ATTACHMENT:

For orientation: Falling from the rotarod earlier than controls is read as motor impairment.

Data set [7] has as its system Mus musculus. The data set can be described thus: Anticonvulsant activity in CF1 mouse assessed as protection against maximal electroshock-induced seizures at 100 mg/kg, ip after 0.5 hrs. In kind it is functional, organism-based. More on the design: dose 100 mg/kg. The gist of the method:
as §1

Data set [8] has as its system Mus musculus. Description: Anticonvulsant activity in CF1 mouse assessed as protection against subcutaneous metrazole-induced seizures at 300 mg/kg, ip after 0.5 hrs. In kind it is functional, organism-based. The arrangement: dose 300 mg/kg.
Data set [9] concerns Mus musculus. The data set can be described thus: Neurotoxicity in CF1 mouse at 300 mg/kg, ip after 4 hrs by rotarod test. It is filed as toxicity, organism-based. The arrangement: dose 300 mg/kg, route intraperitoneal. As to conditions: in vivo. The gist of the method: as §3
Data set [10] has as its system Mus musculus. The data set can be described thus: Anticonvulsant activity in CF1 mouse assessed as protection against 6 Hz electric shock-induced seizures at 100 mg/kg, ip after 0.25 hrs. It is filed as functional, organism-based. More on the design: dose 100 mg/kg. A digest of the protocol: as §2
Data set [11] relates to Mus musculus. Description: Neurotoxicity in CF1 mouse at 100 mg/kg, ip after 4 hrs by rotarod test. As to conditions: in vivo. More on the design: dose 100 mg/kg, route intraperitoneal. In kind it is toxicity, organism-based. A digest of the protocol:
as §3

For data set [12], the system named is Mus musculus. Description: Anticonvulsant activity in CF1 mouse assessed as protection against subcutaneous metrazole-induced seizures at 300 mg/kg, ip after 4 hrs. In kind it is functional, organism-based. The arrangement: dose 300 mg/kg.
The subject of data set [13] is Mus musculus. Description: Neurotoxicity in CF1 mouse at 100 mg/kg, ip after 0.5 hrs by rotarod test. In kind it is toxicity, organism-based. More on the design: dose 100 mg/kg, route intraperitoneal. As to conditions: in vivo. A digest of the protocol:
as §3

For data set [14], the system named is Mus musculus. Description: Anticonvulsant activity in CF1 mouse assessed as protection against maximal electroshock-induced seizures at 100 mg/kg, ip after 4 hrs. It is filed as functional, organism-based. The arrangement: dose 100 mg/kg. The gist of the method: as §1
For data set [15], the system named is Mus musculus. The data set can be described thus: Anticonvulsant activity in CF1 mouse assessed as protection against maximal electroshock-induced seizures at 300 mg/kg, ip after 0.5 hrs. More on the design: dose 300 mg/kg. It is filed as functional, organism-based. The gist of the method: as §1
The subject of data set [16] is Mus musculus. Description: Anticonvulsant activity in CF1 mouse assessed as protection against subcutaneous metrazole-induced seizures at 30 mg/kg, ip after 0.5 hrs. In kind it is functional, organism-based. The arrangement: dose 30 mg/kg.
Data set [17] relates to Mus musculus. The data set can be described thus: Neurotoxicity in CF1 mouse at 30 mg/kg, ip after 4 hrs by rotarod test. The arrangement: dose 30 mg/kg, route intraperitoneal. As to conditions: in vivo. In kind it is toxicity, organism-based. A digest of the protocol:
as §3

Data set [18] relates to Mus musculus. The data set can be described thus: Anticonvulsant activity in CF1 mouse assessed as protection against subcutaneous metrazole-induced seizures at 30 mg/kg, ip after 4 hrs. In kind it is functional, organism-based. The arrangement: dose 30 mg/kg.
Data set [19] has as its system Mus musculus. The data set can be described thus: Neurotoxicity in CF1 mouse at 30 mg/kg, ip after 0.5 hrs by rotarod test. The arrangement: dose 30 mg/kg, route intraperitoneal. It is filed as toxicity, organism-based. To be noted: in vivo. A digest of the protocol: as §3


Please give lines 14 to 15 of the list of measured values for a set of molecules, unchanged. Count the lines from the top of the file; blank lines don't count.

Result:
The subject of data set [16] is Mus musculus. Description: Anticonvulsant activity in CF1 mouse assessed as protection against subcutaneous metrazole-induced seizures at 30 mg/kg, ip after 0.5 hrs. In kind it is functional, organism-based. The arrangement: dose 30 mg/kg.
Data set [17] relates to Mus musculus. The data set can be described thus: Neurotoxicity in CF1 mouse at 30 mg/kg, ip after 4 hrs by rotarod test. The arrangement: dose 30 mg/kg, route intraperitoneal. As to conditions: in vivo. In kind it is toxicity, organism-based. A digest of the protocol: